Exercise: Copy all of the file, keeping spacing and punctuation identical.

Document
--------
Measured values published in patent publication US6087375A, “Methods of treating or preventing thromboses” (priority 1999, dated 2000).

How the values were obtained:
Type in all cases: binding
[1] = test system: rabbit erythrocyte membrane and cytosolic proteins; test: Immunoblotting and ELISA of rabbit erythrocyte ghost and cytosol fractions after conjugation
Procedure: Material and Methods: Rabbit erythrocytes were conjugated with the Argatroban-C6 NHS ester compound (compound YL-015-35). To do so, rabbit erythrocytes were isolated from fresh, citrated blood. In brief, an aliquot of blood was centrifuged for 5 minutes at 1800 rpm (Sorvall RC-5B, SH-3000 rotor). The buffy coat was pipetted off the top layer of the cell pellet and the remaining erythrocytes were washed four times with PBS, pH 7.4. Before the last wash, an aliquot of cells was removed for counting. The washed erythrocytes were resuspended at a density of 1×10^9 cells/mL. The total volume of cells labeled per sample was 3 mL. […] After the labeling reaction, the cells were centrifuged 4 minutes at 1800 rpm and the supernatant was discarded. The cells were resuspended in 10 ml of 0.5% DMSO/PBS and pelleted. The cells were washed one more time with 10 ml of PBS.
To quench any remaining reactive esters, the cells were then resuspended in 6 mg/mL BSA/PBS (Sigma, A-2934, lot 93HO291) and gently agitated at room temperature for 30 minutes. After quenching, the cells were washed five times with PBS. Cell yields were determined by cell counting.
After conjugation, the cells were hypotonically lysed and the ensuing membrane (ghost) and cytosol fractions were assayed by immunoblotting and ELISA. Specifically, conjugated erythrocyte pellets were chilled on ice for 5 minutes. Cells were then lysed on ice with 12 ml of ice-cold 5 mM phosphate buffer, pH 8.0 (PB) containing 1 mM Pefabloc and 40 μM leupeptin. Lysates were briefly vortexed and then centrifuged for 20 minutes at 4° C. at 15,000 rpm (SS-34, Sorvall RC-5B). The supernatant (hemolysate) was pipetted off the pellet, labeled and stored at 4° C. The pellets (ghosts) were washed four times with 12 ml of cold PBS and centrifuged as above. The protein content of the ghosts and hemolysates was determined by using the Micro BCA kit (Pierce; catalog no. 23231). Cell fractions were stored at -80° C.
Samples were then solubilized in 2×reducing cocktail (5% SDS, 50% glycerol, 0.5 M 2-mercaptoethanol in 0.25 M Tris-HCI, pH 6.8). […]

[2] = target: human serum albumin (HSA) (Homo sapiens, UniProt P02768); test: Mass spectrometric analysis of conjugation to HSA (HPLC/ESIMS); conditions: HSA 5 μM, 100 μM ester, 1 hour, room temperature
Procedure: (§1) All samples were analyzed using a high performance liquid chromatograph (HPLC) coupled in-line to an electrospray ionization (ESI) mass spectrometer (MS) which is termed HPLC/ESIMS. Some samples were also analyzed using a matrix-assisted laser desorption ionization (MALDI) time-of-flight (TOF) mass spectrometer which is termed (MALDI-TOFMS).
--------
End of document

Measured values published in patent publication US6087375A, “Methods of treating or preventing thromboses” (priority 1999, dated 2000).

How the values were obtained:
Type in all cases: binding
[1] = test system: rabbit erythrocyte membrane and cytosolic proteins; test: Immunoblotting and ELISA of rabbit erythrocyte ghost and cytosol fractions after conjugation
Procedure: Material and Methods: Rabbit erythrocytes were conjugated with the Argatroban-C6 NHS ester compound (compound YL-015-35). To do so, rabbit erythrocytes were isolated from fresh, citrated blood. In brief, an aliquot of blood was centrifuged for 5 minutes at 1800 rpm (Sorvall RC-5B, SH-3000 rotor). The buffy coat was pipetted off the top layer of the cell pellet and the remaining erythrocytes were washed four times with PBS, pH 7.4. Before the last wash, an aliquot of cells was removed for counting. The washed erythrocytes were resuspended at a density of 1×10^9 cells/mL. The total volume of cells labeled per sample was 3 mL. […] After the labeling reaction, the cells were centrifuged 4 minutes at 1800 rpm and the supernatant was discarded. The cells were resuspended in 10 ml of 0.5% DMSO/PBS and pelleted. The cells were washed one more time with 10 ml of PBS.
To quench any remaining reactive esters, the cells were then resuspended in 6 mg/mL BSA/PBS (Sigma, A-2934, lot 93HO291) and gently agitated at room temperature for 30 minutes. After quenching, the cells were washed five times with PBS. Cell yields were determined by cell counting.
After conjugation, the cells were hypotonically lysed and the ensuing membrane (ghost) and cytosol fractions were assayed by immunoblotting and ELISA. Specifically, conjugated erythrocyte pellets were chilled on ice for 5 minutes. Cells were then lysed on ice with 12 ml of ice-cold 5 mM phosphate buffer, pH 8.0 (PB) containing 1 mM Pefabloc and 40 μM leupeptin. Lysates were briefly vortexed and then centrifuged for 20 minutes at 4° C. at 15,000 rpm (SS-34, Sorvall RC-5B). The supernatant (hemolysate) was pipetted off the pellet, labeled and stored at 4° C. The pellets (ghosts) were washed four times with 12 ml of cold PBS and centrifuged as above. The protein content of the ghosts and hemolysates was determined by using the Micro BCA kit (Pierce; catalog no. 23231). Cell fractions were stored at -80° C.
Samples were then solubilized in 2×reducing cocktail (5% SDS, 50% glycerol, 0.5 M 2-mercaptoethanol in 0.25 M Tris-HCI, pH 6.8). […]

[2] = target: human serum albumin (HSA) (Homo sapiens, UniProt P02768); test: Mass spectrometric analysis of conjugation to HSA (HPLC/ESIMS); conditions: HSA 5 μM, 100 μM ester, 1 hour, room temperature
Procedure: (§1) All samples were analyzed using a high performance liquid chromatograph (HPLC) coupled in-line to an electrospray ionization (ESI) mass spectrometer (MS) which is termed HPLC/ESIMS. Some samples were also analyzed using a matrix-assisted laser desorption ionization (MALDI) time-of-flight (TOF) mass spectrometer which is termed (MALDI-TOFMS).